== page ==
The prevalence of osteoporosis in India is high and osteoporotic fractures are thought to occur early in Indian women. The aim was to study the prevalence of osteopenia and osteoporosis in women aged above 40 years. Women aged above 40 years attending the out patient department of this hospital were offered bone densitometry. A significant positive correlation was found between age and time since menopause and bone mineral density (BMD). Differences in the prevalence of osteoporosis were noted on the basis of socioeconomic strata. There was no statistically significant difference observed in BMD for many of the other accepted risk factors such as age at menarche, lactation, and exercise.
  7 6,107 668
Third consensus meeting of Indian Menopause Society (2008): A summary
Jyothi Unni
January-June 2010, 1(1):43-47
DOI:10.4103/0976-7800.66987  PMID:21799640
  6 6,437 817
Role of gray scale and color Doppler in differentiating benign from malignant ovarian masses
Dhwani Desai, VA Desai, RN Verma, A Shrivastava
January-June 2010, 1(1):23-25
DOI:10.4103/0976-7800.66991  PMID:21799634
Objectives: To evaluate prospectively the relative usefulness of color Doppler and gray scale sonography in differentiating benign from malignant ovarian masses and evaluation of scoring systems Sassone and Alcazar for differentiating benign from malignant ovarian masses. Methods: Study was conducted during the period of Jan 2006 to Oct 2007 in department of obstetrics and gynaecology, New civil Hospital, Surat. The study was conducted mainly with the help of department of radio-diagnosis. The study include 100 patient clinically suspected to have ovarian neoplasm and referred to department of radio-diagnosis where evaluation with Ultrasonography and Doppler was done. The efficacy of scoring systems were evaluated by histopathological examination of mass or fine needle aspiration cytology or presence of malignant cells in ascetic fluid. Results: Sassone's scoring system was able to identify 72 out of 78 benign masses and 18 out of 22 malignant masses.where as Alcazar system with use of colour Doppler was able to identify 75 out of 78 benign and 21 out of 22 malignant ovarian masses. Sensitivity and specificity of sassone is 81.8%,92.3% respectively, where as that of Alcazar is 95.5%, 96.2% respectively. Conclusion: Using both gray scale and colour Doppler in differentiating benign from malignant ovariam masses is giving results with more accuracy and Alcazar system is better performing than sassone's scoring systems.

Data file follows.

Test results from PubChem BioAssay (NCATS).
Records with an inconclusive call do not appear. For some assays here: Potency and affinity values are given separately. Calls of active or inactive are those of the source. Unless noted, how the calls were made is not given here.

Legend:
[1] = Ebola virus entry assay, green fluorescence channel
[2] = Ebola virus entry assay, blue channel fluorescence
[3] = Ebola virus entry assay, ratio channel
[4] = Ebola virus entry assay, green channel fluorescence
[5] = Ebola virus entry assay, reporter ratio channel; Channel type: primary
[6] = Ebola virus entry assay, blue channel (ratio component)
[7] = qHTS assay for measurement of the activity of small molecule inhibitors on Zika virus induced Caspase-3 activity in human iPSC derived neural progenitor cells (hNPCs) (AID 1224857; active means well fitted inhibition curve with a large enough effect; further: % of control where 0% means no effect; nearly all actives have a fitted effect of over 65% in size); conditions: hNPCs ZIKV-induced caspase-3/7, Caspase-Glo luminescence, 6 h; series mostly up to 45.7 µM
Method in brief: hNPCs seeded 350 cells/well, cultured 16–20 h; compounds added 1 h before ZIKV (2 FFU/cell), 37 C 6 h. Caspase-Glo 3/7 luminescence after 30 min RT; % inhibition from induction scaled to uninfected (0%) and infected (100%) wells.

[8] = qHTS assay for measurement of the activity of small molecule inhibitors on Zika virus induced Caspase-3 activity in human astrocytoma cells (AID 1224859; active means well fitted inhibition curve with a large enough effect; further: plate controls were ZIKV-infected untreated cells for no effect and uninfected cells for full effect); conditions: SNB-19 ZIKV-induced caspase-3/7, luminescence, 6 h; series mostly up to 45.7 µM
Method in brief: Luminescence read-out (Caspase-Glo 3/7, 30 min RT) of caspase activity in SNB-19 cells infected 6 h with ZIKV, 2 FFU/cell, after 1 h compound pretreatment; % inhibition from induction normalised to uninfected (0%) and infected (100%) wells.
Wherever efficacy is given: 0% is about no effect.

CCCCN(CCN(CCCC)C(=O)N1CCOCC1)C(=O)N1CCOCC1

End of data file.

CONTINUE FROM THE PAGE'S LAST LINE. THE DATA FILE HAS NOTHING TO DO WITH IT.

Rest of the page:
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Prevalence of premenstrual symptoms: Preliminary analysis and brief review of management strategies
JV Joshi, SN Pandey, P Galvankar, JA Gogate
January-June 2010, 1(1):30-34
DOI:10.4103/0976-7800.66995  PMID:21799636
Objective: To determine the prevalence of premenstrual cyclic symptoms in perimenopausal age. Subjects and Methods: Women attending Bhavan's SPARC Maitreyi's Health Care Programme (HCP) for women around 40 years of age were included in the study. Last 200 women who attended from April 2002 to October 2004 are included for analysis. Out of these 107 qualified for final analysis as others were post hysterectomy or post menopausal. Thirty five symptoms listed under premenstrual tension syndrome were analysed. Results: Forty one women (38.3%) had 3 or more symptoms whilst 15 (14.0%) had 5 or more cyclic symptoms. Five women (4.7%) reported that the symptoms were severe. Eleven women had seeked treatment for premenstrual tension syndrome (PMTS). The commonest symptom was mastalgia or heaviness of breasts. Next was whilst also was reported by several women. Women reported anger attacks and reported depression. Conclusion: PMTS was common between 36 and 55 years. About half of them have experienced 3 more symptoms and 1 in 20 may require treatment.